Camilla, Charles, Alma, Edward, Alwilda, and Kristian are a circle of friends hurtling through mid-life. Structured as a series of monologues jumping from one friend to the next, Companions follows their loves, ambitions, pains, and anxieties as they age, fall sick, have affairs, grieve, host dinner parties and move around the world.
Hesselholdt is particularly sure to tempt any reader to pick up Woolf’s The Waves and Durrell’s The Alexandria Quartet. The author, in discussing Durrell’s novels through Camilla’s thoughts, subtly shows us how we ought to approach and read Companions: 'The existence of the absolute unique frame of reference is rejected; all depending on where the events in the books are seen from, they appear different.' Companions is a multilayered and nuanced book worthy of, and in fact, demanding of more than one reading.
Companions, translated with care and élan by Paul Russell Garrett, is not at all a gloomy work. Hesselholdt’s touch is light, even mocking, as much as her subject matter is grave. There is a dancing intelligence roaming free here, darting back and forth among ideas and sensations. Her novel is a deceptively nonchalant defence of modernism and a work of pure animation.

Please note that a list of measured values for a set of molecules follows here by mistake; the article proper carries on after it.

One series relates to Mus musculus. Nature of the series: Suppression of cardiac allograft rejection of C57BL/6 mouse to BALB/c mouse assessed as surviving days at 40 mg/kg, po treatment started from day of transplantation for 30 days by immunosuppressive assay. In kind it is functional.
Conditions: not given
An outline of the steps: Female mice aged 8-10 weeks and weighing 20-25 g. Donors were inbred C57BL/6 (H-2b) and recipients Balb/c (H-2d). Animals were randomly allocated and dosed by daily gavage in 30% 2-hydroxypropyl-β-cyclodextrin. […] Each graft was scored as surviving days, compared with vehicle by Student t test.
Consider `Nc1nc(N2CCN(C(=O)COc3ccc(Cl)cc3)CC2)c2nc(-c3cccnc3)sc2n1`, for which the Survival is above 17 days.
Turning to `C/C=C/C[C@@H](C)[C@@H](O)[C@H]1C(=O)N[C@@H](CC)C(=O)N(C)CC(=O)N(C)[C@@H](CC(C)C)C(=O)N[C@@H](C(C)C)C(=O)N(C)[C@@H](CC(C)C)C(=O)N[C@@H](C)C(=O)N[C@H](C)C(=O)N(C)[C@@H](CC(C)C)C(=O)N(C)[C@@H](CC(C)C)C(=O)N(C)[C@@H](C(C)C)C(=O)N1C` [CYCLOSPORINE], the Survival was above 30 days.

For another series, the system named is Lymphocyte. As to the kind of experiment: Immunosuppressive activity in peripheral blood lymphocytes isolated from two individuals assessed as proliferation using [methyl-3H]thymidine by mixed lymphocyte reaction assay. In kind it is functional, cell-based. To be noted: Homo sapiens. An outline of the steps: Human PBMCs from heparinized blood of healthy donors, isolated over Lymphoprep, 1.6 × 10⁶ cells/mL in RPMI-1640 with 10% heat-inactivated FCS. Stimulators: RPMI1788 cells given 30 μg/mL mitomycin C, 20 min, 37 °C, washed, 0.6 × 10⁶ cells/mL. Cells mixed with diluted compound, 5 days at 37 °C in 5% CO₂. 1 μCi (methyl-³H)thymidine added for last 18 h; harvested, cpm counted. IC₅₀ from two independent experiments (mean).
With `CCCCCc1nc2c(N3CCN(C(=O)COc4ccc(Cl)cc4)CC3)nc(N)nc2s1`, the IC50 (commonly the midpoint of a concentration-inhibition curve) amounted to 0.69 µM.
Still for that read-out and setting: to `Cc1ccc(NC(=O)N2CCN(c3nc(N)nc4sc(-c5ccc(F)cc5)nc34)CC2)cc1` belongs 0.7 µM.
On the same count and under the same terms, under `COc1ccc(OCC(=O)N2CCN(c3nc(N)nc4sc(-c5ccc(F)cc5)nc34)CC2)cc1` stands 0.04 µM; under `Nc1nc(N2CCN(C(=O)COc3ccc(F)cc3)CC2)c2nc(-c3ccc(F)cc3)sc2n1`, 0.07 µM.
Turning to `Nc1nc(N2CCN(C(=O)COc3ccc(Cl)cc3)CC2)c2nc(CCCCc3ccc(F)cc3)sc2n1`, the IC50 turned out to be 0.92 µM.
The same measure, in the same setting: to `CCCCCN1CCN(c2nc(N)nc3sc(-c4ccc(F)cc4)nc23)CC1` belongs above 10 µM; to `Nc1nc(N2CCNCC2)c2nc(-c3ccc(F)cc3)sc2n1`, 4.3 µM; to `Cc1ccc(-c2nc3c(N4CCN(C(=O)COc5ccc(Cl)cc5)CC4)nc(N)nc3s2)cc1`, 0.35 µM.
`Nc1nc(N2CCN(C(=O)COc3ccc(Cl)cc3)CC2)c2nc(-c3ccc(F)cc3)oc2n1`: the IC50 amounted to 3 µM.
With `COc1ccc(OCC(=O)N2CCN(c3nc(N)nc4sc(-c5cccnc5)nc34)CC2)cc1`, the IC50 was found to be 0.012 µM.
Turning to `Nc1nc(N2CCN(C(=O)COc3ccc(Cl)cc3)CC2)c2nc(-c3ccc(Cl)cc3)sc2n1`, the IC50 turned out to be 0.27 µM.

... the novel is an ode to the clumsier physicality of companionship, where bonds of friendship and love strain against the entropic forces of distance, irritation and habituation. Sentimentality turns swiftly to humor, intimacies wax and wane, and major life transformations turn on small moments like the brief meeting of gazes between a woman dangling from a rope during her first attempt at mountaineering and the stranger on the ground below who will make her long to leave her husband. If 'The Waves' weaves strands of consciousness into a single broad cord, Hesselholdt’s book is more light-footed and choreographic, suggesting that contingency, change and tenuous separation can sometimes enable startling moments of connection ... Not every reader will find the dense, intricate mundanity of these interlinked monologues easy to appreciate. As in actual life, it can sometimes be difficult to tell whether something crucial is happening, or nothing at all. But those who find connections among these disparate moments will be rewarded with a rare and fragile experience: a rediscovery of the strength of narrative bonds, impossible to dissolve and difficult to forget, a miraculous substance that links the characters to one another and holds them in companionable relation.